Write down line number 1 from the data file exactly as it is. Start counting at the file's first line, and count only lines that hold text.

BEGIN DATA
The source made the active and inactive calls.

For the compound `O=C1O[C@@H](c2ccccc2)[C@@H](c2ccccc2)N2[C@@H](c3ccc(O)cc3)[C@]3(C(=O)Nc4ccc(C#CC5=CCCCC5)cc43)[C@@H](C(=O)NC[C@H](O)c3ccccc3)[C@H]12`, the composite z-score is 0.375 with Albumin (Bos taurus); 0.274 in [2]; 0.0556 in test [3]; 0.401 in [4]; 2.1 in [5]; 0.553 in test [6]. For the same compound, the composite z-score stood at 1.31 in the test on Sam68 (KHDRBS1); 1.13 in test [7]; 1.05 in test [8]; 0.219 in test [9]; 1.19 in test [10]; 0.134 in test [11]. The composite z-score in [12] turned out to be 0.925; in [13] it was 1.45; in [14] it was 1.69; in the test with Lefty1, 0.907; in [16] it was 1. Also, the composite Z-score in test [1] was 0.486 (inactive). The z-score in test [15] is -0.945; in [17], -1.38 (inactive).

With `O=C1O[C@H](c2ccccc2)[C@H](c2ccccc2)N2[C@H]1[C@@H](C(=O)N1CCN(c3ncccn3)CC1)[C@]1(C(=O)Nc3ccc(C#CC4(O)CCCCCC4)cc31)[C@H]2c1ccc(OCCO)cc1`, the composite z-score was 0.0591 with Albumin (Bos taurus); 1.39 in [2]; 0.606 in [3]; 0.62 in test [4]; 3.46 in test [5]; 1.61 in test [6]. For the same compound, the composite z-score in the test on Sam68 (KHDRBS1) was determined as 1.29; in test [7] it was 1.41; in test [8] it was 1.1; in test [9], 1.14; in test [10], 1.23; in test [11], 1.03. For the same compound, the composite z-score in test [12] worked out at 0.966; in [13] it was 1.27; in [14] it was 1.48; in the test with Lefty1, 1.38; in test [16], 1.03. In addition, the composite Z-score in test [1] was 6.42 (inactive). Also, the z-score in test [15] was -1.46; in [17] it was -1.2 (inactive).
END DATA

The source made the active and inactive calls.